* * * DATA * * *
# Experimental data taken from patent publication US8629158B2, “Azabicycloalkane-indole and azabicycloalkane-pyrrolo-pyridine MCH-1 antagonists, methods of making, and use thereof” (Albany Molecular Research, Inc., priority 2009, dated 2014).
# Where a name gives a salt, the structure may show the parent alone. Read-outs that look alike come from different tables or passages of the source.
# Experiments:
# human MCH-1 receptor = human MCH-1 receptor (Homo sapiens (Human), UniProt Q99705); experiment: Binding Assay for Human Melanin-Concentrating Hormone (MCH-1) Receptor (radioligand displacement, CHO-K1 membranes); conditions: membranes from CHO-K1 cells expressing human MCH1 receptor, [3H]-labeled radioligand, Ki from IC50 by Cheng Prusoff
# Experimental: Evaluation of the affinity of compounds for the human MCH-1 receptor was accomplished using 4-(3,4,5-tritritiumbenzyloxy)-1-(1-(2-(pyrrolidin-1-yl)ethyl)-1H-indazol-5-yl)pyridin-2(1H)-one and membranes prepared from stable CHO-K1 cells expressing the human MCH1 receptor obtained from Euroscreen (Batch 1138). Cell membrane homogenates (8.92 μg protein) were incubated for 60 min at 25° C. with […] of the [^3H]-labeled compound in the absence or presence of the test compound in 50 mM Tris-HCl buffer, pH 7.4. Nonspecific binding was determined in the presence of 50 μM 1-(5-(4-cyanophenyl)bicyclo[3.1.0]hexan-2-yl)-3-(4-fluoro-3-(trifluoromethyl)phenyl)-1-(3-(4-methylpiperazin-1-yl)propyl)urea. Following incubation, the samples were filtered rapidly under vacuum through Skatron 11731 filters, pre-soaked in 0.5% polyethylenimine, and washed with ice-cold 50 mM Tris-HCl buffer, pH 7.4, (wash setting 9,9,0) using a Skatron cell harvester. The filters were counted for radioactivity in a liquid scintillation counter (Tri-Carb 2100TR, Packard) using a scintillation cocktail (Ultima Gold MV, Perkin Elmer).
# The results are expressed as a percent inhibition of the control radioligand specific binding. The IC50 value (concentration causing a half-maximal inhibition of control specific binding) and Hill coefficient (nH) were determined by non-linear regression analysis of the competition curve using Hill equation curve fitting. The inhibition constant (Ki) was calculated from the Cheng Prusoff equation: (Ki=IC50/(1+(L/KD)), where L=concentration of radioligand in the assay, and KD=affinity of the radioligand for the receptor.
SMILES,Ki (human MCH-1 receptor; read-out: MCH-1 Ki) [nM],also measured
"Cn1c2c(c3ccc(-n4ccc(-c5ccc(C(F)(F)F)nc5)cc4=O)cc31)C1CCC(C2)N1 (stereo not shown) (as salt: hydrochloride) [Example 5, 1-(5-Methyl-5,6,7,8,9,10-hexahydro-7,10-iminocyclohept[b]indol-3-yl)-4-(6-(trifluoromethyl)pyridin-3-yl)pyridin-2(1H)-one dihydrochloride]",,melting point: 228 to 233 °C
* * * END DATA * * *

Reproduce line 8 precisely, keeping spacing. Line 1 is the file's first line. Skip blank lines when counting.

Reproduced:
"Cn1c2c(c3ccc(-n4ccc(-c5ccc(C(F)(F)F)nc5)cc4=O)cc31)C1CCC(C2)N1 (stereo not shown) (as salt: hydrochloride) [Example 5, 1-(5-Methyl-5,6,7,8,9,10-hexahydro-7,10-iminocyclohept[b]indol-3-yl)-4-(6-(trifluoromethyl)pyridin-3-yl)pyridin-2(1H)-one dihydrochloride]",,melting point: 228 to 233 °C